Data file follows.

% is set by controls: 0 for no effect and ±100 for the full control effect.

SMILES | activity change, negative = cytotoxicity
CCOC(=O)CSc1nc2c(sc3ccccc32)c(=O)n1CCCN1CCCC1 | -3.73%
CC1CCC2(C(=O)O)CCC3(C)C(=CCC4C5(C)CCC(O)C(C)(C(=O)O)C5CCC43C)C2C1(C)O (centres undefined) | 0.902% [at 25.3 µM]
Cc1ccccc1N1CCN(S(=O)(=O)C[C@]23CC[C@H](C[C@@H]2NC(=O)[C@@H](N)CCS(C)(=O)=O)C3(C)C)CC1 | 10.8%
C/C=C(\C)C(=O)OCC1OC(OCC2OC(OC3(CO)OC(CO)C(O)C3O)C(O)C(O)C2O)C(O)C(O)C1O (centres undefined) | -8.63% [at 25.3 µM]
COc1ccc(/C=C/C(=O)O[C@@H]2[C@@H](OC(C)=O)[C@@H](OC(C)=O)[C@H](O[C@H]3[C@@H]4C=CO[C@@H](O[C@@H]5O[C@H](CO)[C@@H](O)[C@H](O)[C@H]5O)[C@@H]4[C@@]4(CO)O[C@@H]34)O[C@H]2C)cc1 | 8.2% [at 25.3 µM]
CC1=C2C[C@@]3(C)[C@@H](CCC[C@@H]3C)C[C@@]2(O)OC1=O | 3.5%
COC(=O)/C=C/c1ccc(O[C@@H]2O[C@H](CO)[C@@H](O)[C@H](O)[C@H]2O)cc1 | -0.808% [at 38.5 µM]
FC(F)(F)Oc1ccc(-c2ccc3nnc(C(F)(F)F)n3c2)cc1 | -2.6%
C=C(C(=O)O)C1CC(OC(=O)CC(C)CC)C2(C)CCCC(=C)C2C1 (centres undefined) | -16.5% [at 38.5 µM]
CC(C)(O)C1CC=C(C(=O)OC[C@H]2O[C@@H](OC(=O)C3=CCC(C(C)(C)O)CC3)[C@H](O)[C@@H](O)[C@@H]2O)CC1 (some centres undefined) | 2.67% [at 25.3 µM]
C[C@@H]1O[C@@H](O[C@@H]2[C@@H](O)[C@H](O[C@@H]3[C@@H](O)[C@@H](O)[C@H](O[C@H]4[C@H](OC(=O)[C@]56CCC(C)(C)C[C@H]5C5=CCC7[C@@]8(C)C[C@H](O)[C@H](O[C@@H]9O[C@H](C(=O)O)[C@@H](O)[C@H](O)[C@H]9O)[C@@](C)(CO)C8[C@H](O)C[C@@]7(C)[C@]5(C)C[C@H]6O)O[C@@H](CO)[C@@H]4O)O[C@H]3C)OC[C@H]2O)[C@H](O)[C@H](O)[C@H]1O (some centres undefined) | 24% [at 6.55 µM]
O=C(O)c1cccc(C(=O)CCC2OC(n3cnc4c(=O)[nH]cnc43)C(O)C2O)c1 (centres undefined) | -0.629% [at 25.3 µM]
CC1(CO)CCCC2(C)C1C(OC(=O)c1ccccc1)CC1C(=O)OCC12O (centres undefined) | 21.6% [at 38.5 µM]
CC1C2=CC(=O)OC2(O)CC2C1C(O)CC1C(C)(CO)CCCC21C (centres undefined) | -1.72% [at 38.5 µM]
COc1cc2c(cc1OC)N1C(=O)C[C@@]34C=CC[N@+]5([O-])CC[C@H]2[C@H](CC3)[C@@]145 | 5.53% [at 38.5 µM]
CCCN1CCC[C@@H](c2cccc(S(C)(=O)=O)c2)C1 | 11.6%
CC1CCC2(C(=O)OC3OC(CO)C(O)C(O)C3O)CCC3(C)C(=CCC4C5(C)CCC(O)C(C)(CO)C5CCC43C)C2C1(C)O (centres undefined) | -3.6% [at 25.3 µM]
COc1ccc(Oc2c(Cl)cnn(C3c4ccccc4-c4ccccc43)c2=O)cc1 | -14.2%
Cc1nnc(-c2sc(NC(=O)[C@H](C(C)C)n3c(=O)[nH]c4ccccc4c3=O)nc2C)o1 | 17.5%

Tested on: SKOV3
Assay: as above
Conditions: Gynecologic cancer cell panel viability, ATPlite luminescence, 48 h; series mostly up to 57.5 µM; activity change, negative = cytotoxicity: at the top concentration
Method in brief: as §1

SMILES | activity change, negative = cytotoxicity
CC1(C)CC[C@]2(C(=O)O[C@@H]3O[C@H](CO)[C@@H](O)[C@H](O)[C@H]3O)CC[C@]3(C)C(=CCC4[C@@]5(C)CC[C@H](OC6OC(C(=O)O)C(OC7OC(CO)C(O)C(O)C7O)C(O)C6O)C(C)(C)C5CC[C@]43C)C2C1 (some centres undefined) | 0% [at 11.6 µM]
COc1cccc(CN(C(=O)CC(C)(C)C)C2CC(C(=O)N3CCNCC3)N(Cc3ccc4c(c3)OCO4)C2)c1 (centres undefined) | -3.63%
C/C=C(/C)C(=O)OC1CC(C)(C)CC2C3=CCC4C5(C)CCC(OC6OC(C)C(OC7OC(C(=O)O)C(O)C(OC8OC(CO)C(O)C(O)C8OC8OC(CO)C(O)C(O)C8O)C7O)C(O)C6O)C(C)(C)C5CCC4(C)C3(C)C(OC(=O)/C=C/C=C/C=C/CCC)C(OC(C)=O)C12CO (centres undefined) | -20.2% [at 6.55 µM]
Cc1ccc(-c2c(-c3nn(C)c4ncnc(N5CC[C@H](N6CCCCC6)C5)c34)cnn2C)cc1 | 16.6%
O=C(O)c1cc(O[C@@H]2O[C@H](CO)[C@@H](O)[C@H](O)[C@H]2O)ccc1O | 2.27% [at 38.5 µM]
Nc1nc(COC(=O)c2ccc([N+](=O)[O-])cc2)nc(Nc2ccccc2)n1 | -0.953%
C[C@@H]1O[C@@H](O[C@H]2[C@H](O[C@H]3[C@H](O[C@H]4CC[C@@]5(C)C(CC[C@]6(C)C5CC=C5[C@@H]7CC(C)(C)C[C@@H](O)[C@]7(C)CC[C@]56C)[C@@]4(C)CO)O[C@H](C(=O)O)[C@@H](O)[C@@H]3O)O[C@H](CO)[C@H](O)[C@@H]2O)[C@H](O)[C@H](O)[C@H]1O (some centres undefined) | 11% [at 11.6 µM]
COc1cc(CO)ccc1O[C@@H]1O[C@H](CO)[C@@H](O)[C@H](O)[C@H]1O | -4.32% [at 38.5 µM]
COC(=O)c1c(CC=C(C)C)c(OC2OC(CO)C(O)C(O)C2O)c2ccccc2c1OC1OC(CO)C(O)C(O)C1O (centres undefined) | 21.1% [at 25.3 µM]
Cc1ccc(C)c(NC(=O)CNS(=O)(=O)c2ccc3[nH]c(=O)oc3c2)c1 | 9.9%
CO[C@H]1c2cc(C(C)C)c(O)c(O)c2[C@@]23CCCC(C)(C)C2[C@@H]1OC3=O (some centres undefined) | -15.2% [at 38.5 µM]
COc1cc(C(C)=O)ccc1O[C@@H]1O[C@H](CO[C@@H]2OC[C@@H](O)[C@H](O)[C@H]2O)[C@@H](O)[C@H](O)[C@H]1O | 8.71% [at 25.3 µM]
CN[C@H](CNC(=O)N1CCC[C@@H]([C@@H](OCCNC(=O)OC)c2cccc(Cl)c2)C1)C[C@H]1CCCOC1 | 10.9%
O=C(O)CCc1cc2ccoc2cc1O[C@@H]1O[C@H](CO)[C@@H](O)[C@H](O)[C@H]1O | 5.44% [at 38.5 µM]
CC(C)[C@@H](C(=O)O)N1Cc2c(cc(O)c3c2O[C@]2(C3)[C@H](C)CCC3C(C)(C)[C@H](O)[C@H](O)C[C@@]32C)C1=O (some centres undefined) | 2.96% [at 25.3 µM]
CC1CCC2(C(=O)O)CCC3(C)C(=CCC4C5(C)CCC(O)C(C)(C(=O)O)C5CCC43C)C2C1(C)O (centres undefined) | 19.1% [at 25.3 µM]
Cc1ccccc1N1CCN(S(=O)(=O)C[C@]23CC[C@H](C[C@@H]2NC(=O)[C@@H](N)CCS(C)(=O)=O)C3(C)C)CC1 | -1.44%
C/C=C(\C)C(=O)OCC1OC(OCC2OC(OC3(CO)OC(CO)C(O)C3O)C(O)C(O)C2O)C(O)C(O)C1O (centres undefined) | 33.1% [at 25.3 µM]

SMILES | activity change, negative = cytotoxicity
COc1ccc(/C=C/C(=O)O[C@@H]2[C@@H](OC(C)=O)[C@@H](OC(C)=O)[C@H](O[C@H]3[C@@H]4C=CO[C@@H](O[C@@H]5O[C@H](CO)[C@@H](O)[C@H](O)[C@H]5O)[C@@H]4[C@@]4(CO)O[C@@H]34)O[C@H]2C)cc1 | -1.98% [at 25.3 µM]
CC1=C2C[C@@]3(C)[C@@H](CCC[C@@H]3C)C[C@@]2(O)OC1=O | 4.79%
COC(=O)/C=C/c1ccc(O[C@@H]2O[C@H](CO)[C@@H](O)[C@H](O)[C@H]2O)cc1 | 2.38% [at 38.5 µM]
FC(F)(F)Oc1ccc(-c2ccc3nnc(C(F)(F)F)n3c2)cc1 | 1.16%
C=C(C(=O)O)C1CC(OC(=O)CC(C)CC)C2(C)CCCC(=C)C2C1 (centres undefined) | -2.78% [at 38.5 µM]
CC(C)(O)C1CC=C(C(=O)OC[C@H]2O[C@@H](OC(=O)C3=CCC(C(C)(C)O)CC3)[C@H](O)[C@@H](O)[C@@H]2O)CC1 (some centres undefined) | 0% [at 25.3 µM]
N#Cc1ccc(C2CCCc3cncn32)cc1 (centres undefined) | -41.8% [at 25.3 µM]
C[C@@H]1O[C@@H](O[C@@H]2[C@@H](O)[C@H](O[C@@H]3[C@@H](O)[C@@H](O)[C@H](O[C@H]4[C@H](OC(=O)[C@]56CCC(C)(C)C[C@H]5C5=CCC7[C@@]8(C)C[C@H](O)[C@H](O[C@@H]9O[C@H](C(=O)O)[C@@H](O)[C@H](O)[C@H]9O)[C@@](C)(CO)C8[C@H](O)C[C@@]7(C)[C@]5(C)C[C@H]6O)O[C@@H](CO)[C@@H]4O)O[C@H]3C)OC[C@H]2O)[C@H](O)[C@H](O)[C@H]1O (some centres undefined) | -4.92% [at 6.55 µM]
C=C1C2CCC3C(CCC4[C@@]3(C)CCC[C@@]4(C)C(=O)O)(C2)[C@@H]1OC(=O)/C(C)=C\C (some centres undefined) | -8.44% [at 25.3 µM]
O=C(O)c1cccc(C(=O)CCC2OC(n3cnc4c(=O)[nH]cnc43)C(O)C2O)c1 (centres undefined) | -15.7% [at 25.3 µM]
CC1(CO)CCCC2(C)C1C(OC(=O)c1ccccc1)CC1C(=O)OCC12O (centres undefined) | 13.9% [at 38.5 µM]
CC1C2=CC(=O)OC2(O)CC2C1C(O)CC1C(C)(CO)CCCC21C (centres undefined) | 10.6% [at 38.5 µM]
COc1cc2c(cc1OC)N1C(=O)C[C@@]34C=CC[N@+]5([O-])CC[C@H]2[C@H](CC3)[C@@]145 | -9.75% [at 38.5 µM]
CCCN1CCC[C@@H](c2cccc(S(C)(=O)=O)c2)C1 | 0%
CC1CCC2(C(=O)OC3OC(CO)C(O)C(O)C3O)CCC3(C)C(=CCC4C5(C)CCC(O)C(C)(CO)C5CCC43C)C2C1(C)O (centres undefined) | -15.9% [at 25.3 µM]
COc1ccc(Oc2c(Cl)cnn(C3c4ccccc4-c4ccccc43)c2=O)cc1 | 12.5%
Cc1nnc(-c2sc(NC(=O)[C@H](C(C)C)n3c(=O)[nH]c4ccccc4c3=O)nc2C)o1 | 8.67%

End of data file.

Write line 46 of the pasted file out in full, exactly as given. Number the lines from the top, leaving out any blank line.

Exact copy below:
COc1ccc(/C=C/C(=O)O[C@@H]2[C@@H](OC(C)=O)[C@@H](OC(C)=O)[C@H](O[C@H]3[C@@H]4C=CO[C@@H](O[C@@H]5O[C@H](CO)[C@@H](O)[C@H](O)[C@H]5O)[C@@H]4[C@@]4(CO)O[C@@H]34)O[C@H]2C)cc1 | -1.98% [at 25.3 µM]